A cipher is a secret method of writing, as by code.
Cryptography, in a very broad sense, is the study of techniques
related to aspects of information security. Hence cryptography is concerned
with the writing (ciphering or encoding) and deciphering (decoding) of
messages in secret code. Such considerations emphasize privacy and confidentiality
of information. However, in today's electronic society cryptography has
developed to encompass other features such as data integrity and authentication.
Cryptography has evolved into a mathematical discipline that plays a major
role in business and government.
Cryptography has a long and rich history dating from
the Egyptians some 4000 years ago. A complete non-technical account of
cryptography from antiquity through the early 1960's is given in Kahn's
The Codebreakers . It relates historical aspects which were most
significant to the development of modern cryptography, including developments
related to the two world wars. For a concise summary of important developments
in the 1970's and their relation to cryptography today see pp. 1-6, in
An overview of transposition and substitution
A transposition cipher is an encoding process
that does not change any of the letters of the original message,
but changes the position of the letters. (Cryptographers use the term "plaintext"
for the original message.) One simple transposition cipher reverses the
order of the letters. For example, the message THE GAME IS AFOOT becomes
encoded as EHT EMAG SI TOOFA. Such "backward writing" is easy to recognize
and decode. There are a number of other easy transposition ciphers discussed
in  and . By analogy, transposition ciphers are like jigsaw puzzles.
All the pieces are present, its just a matter of putting them in the correct
A substitution cipher is an encoding process
that maintains the order of the letters in the message, but changes their
identity. Each letter of the message is replaced by another letter or symbol.
For example, Morse code is a substitution cipher in which each letter is
replaced by a specific set of dots and dashes. Many substitution ciphers
use only one alphabet, and are called "monoalphabetic". This means that
we substitute one and only one letter for a particular letter in
the message. For example, every T in the message is replaced by the
same substitute letter or symbol. Such a cipher scheme is easy to remember,
but is also vulnerable to "cracking" using frequency analysis (letter counting).
Given a sufficiently large encoded message derived using a monoalphabetic
substitution cipher, it can readily be "cracked" by comparing the frequency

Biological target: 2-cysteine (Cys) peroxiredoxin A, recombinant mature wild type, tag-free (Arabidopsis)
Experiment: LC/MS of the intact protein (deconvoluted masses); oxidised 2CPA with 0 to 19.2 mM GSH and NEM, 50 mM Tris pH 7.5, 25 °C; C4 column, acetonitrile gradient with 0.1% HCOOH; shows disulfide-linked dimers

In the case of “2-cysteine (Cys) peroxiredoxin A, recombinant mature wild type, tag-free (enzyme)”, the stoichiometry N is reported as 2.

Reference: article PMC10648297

of letter occurrences in the coded message with the frequency of letter
occurrences in the language used for the message.
Example 1. A well-known type of substitution
cipher is called a shift cipher or Caesar cipher. A key number k is agreed
upon by the sender and the receiver. Then the standard alphabet is shifted
k positions so that the k-th letter in the alphabet is substituted for
letter A, the k+1st for B, etc and we wrap the alphabet to maintain a one-to-one
correspondence. Suppose k = 7, then the resulting shifted cipher is given
by the correspondence that starts with A replaced by G as shown in Figure
Using this cipher the message CONVOY
PROCEED becomes IUTBUE VXUIKKJ.
In order to make substitution ciphers more secure,
more than one alphabet can be used. Such ciphers are called polyalphabetic,
which means that the same letter of a message can be represented by different
letters when encoded. Such a one-to-many correspondence makes the use of
frequency analysis much more difficult in order to crack the code. We describe
one such cipher named for
de Vigenere a 16-th century Frenchman.
The Vigenere Cipher
The Vigenere cipher is a polyalphabetic cipher
based on using successively shifted alphabets, a different shifted alphabet
for each of the 26 English letters. The procedure is based on the tableau
shown in Figure 2 and the use of a keyword. The letters of the keyword
determine the shifted alphabets used in the encoding process.
Example 2. For the message COMPUTING GIVES
INSIGHT and keyword LUCKY we proceed by repeating the keyword as many times
as needed above the message, as follows.
Method #1. The Vigenere tableau in Figure 2 can
be used directly. For each letter of the message use the letter of the
keyword to determine a row and go across the row to the column headed by
the corresponding letter of the message. We illustrate this row-column
look-up in Figure 3 for the first two letters of the message. The red arrows
indicate the encoding of the first letter C and the green arrows the encoding of
the second letter O. It follows that the first two letters "CO" in the
message are encoded as "NI".
Method #2. We use the shifted alphabets that
start with the letters of the keyword. We extract these shifted alphabets from